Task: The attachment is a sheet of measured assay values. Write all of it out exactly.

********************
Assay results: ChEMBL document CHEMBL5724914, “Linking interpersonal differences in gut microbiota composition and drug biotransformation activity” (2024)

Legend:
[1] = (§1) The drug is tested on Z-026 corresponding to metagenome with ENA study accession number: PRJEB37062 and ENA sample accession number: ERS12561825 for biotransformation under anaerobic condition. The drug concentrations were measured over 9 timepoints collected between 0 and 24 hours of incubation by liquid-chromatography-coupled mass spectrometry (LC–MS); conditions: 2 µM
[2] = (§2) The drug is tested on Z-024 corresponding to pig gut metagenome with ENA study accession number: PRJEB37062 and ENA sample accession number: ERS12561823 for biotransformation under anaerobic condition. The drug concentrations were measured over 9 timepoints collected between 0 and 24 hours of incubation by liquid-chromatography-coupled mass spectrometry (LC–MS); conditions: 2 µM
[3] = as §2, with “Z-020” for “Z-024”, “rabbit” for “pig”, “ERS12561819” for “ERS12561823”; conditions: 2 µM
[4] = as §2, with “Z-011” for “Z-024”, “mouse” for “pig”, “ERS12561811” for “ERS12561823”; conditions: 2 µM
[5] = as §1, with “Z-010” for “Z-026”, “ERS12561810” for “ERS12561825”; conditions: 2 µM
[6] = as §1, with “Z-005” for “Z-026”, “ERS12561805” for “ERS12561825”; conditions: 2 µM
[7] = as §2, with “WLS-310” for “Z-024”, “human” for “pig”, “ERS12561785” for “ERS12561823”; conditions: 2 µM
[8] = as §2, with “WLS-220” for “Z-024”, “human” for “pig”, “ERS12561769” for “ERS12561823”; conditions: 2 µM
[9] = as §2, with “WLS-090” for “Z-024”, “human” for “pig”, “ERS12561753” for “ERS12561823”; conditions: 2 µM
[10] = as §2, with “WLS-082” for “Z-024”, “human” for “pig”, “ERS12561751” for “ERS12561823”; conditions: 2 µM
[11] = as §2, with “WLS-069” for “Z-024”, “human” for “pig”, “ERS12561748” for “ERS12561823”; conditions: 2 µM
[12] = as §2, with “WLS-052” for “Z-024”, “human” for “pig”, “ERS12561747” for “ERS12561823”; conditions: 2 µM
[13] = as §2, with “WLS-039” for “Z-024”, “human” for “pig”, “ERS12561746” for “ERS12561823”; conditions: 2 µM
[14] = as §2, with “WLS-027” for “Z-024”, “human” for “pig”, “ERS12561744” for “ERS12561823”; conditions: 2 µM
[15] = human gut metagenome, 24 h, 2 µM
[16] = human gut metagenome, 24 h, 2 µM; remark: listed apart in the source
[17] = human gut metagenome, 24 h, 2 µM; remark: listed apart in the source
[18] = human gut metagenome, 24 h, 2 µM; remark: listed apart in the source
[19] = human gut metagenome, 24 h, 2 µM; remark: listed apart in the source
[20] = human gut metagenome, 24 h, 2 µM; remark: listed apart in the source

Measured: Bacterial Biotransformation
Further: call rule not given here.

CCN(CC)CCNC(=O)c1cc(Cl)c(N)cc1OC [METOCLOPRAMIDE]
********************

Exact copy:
Assay results: ChEMBL document CHEMBL5724914, “Linking interpersonal differences in gut microbiota composition and drug biotransformation activity” (2024)

Legend:
[1] = (§1) The drug is tested on Z-026 corresponding to metagenome with ENA study accession number: PRJEB37062 and ENA sample accession number: ERS12561825 for biotransformation under anaerobic condition. The drug concentrations were measured over 9 timepoints collected between 0 and 24 hours of incubation by liquid-chromatography-coupled mass spectrometry (LC–MS); conditions: 2 µM
[2] = (§2) The drug is tested on Z-024 corresponding to pig gut metagenome with ENA study accession number: PRJEB37062 and ENA sample accession number: ERS12561823 for biotransformation under anaerobic condition. The drug concentrations were measured over 9 timepoints collected between 0 and 24 hours of incubation by liquid-chromatography-coupled mass spectrometry (LC–MS); conditions: 2 µM
[3] = as §2, with “Z-020” for “Z-024”, “rabbit” for “pig”, “ERS12561819” for “ERS12561823”; conditions: 2 µM
[4] = as §2, with “Z-011” for “Z-024”, “mouse” for “pig”, “ERS12561811” for “ERS12561823”; conditions: 2 µM
[5] = as §1, with “Z-010” for “Z-026”, “ERS12561810” for “ERS12561825”; conditions: 2 µM
[6] = as §1, with “Z-005” for “Z-026”, “ERS12561805” for “ERS12561825”; conditions: 2 µM
[7] = as §2, with “WLS-310” for “Z-024”, “human” for “pig”, “ERS12561785” for “ERS12561823”; conditions: 2 µM
[8] = as §2, with “WLS-220” for “Z-024”, “human” for “pig”, “ERS12561769” for “ERS12561823”; conditions: 2 µM
[9] = as §2, with “WLS-090” for “Z-024”, “human” for “pig”, “ERS12561753” for “ERS12561823”; conditions: 2 µM
[10] = as §2, with “WLS-082” for “Z-024”, “human” for “pig”, “ERS12561751” for “ERS12561823”; conditions: 2 µM
[11] = as §2, with “WLS-069” for “Z-024”, “human” for “pig”, “ERS12561748” for “ERS12561823”; conditions: 2 µM
[12] = as §2, with “WLS-052” for “Z-024”, “human” for “pig”, “ERS12561747” for “ERS12561823”; conditions: 2 µM
[13] = as §2, with “WLS-039” for “Z-024”, “human” for “pig”, “ERS12561746” for “ERS12561823”; conditions: 2 µM
[14] = as §2, with “WLS-027” for “Z-024”, “human” for “pig”, “ERS12561744” for “ERS12561823”; conditions: 2 µM
[15] = human gut metagenome, 24 h, 2 µM
[16] = human gut metagenome, 24 h, 2 µM; remark: listed apart in the source
[17] = human gut metagenome, 24 h, 2 µM; remark: listed apart in the source
[18] = human gut metagenome, 24 h, 2 µM; remark: listed apart in the source
[19] = human gut metagenome, 24 h, 2 µM; remark: listed apart in the source
[20] = human gut metagenome, 24 h, 2 µM; remark: listed apart in the source

Measured: Bacterial Biotransformation
Further: call rule not given here.

CCN(CC)CCNC(=O)c1cc(Cl)c(N)cc1OC [METOCLOPRAMIDE]